Are post-work late nights out 'In the course of employment'?

20 August 2020

A worker who sustained an injury upon returning from a night out socialising during a work related trip was determined not to have sustained that injury in the course of her employment.

In issue

  • Whether an injury sustained after a night out socialising during a work trip can still be considered to arise 'in the course of employment'.

The background

The matter involves an appeal of a decision handed down by the Administrative Appeals Tribunal (AAT) in 2018.

The appellant was an employee of Telstra Corporation Limited (Telstra). On 14 April 2016, at approximately 2:30am, the appellant slipped and fell on wet tiles in the main foyer on the sixth floor of the Novotel Hotel in Collins Street, Melbourne (the hotel) after using the public bathroom (the incident). The appellant had been staying in the hotel, which was paid for by Telstra, for the purposes of attending a series of information technology workshops for her work.

On the evening of 13 April 2016, after the workshops on that day had completed, the appellant met with a colleague for a drink. The appellant and her colleague shared a bottle (or a good part of a bottle) of champagne, as well as a bottle of wine at dinner. They also attended a cocktail bar after dinner. The appellant and her colleague returned to the hotel at approximately 2:30am when the incident occurred. The appellant sustained a contusion of her hip in the fall and sought compensation under the Safety, Rehabilitation and Compensation Act 1988 (the Act) for her injury.

The appellant contended that her injury arose out of, or in the course of, her employment. Telstra rejected the application on 13 October 2016. The appellant requested that Telstra reconsider the determination, but the decision was ultimately reaffirmed on 9 December 2016.

The decision of the Administrative Appeals Tribunal

The appellant appealled to the AAT. The application was heard on 31 August 2018 and Telstra’s decision was affirmed. The AAT did not accept that the appellant’s injury arose out of, or in the course of, the worker’s employment with Telstra because it was determined that the injury did not arise by reference to the worker engaging in activity at the inducement or encouragement of her employer.

The issues on appeal

The appellant appealled the AAT’s finding on the basis that (1) her injury arose out of, or in the course of, her employment because it was sustained during an interval or interlude of an overall period of work or (2) in the alternative, the injury occurred in the hotel where she was required to stay by her employer, and the hazard was at that hotel. It was the appellant’s view that the AAT had misconstrued the statutory test inherent in the definition of 'injury'.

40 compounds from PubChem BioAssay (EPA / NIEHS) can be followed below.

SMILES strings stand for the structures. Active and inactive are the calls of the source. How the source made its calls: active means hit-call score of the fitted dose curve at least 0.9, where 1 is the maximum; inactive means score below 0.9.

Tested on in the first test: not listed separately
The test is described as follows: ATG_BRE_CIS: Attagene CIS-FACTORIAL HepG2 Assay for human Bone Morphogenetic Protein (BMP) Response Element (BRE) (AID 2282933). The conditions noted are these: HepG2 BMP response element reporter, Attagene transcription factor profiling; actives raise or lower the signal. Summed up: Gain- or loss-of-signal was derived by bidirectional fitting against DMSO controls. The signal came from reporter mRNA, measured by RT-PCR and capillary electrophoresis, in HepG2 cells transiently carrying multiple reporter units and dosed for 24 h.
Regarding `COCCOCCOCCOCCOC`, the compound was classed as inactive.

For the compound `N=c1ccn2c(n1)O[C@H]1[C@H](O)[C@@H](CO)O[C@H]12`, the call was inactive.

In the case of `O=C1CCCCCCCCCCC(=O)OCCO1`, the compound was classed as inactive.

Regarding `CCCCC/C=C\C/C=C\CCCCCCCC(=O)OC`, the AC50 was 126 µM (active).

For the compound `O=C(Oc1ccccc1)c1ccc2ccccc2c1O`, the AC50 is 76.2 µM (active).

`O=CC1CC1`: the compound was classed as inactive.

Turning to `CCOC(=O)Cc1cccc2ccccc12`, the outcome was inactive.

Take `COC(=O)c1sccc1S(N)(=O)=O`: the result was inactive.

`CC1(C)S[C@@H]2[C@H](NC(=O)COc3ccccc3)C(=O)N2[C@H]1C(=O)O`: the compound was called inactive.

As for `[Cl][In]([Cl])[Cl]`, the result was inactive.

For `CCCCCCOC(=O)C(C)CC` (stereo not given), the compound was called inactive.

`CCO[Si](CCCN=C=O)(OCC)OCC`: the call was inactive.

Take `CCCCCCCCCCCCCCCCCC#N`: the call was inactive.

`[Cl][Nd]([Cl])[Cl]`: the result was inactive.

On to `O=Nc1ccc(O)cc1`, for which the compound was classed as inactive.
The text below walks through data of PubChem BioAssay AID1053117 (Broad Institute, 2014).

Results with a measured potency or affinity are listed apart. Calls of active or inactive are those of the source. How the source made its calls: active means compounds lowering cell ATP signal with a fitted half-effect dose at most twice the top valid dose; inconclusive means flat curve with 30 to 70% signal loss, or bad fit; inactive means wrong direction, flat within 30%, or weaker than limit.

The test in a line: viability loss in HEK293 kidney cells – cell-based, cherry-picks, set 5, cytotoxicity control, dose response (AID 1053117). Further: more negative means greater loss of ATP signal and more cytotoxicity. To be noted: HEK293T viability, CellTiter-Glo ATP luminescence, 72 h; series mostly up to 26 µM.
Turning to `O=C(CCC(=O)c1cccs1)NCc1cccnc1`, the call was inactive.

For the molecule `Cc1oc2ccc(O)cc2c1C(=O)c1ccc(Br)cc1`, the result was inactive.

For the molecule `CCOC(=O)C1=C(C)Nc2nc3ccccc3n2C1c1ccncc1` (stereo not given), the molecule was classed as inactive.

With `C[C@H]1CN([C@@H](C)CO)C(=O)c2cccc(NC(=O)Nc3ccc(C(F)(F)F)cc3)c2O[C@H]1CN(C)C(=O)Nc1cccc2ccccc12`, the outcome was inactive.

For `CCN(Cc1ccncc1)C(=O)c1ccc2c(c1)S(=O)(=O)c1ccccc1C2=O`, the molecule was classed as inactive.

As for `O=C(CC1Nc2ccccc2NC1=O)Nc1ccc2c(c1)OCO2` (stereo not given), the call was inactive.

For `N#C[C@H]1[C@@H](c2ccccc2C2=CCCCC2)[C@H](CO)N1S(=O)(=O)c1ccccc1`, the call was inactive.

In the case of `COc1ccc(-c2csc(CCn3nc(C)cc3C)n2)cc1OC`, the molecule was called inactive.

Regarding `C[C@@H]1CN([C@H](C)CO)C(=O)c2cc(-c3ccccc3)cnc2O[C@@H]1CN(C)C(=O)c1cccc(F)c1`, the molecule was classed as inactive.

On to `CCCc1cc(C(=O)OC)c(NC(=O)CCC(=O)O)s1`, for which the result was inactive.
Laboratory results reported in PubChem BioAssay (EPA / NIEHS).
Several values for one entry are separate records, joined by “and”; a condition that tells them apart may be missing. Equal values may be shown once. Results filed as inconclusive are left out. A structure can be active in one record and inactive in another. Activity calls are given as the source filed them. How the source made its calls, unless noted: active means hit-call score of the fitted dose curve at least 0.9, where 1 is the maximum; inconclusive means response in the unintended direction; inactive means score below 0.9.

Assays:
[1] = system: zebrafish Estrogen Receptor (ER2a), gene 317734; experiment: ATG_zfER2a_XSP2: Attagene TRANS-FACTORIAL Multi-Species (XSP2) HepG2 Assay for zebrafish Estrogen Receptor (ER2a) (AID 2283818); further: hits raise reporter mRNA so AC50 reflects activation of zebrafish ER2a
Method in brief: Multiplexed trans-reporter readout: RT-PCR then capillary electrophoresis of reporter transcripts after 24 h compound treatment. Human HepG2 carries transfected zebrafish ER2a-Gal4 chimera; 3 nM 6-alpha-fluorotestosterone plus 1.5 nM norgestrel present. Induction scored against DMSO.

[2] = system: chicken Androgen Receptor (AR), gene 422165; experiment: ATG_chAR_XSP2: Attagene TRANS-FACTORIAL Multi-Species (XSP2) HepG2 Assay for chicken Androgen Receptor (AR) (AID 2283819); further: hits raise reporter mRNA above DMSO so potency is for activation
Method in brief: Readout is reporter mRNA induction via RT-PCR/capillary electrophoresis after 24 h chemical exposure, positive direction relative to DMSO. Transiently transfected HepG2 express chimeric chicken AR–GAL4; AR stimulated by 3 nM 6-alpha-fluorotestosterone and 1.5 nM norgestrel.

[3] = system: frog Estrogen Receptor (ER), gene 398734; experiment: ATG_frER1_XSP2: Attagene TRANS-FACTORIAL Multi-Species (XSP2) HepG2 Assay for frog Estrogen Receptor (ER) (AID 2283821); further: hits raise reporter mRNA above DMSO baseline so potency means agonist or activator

The decision on appeal

In hearing the appeal, the Federal Court of Australia considered the tests in Hatzimanolis v ANI Corporation Ltd (1992) 173 CLR 473 and Comcare v PVYW (2013) 250 CLR 24 and did not accept that the appellant’s injury arose out of, or in the course of, her employment because the circumstances giving rise to the injury lacked connection with her employment due to the period of time between the work-related event ended, during which the appellant had been socialising, and the incident occurring.

Implications for you

The decision of the Federal Court of Australia makes it clear that there are a number of factors that ought be considered in determining whether an injury has 'arisen out of or in the course of employment'.

These factors - specifically the place where the injury occurred, timing, the employee’s actions and the circumstances which gave rise to the injury – can determine whether the link to 'employment' is severed, such that the injury will not be compensable, as in the current circumstances.

Dring v Telstra Corporation Limited [2020] FCA 699

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